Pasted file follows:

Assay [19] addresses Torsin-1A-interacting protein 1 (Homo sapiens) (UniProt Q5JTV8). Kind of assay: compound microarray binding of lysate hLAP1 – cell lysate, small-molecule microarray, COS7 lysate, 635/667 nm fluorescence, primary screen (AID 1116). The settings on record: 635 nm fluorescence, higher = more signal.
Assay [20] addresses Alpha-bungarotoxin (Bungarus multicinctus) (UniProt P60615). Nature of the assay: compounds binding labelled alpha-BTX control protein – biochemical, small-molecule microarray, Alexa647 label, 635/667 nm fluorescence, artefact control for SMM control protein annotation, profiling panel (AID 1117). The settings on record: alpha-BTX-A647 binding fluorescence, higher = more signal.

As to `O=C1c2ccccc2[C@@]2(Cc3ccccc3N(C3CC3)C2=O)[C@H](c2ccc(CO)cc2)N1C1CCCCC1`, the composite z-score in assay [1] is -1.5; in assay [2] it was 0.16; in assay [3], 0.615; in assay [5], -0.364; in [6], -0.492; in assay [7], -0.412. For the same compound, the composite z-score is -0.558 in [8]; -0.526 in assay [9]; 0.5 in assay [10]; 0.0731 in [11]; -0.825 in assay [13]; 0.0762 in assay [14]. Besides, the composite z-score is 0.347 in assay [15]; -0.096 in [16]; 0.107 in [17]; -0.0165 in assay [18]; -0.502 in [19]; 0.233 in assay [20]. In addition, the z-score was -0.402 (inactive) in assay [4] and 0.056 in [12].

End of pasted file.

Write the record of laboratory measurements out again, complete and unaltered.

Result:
Assay [19] addresses Torsin-1A-interacting protein 1 (Homo sapiens) (UniProt Q5JTV8). Kind of assay: compound microarray binding of lysate hLAP1 – cell lysate, small-molecule microarray, COS7 lysate, 635/667 nm fluorescence, primary screen (AID 1116). The settings on record: 635 nm fluorescence, higher = more signal.
Assay [20] addresses Alpha-bungarotoxin (Bungarus multicinctus) (UniProt P60615). Nature of the assay: compounds binding labelled alpha-BTX control protein – biochemical, small-molecule microarray, Alexa647 label, 635/667 nm fluorescence, artefact control for SMM control protein annotation, profiling panel (AID 1117). The settings on record: alpha-BTX-A647 binding fluorescence, higher = more signal.

As to `O=C1c2ccccc2[C@@]2(Cc3ccccc3N(C3CC3)C2=O)[C@H](c2ccc(CO)cc2)N1C1CCCCC1`, the composite z-score in assay [1] is -1.5; in assay [2] it was 0.16; in assay [3], 0.615; in assay [5], -0.364; in [6], -0.492; in assay [7], -0.412. For the same compound, the composite z-score is -0.558 in [8]; -0.526 in assay [9]; 0.5 in assay [10]; 0.0731 in [11]; -0.825 in assay [13]; 0.0762 in assay [14]. Besides, the composite z-score is 0.347 in assay [15]; -0.096 in [16]; 0.107 in [17]; -0.0165 in assay [18]; -0.502 in [19]; 0.233 in assay [20]. In addition, the z-score was -0.402 (inactive) in assay [4] and 0.056 in [12].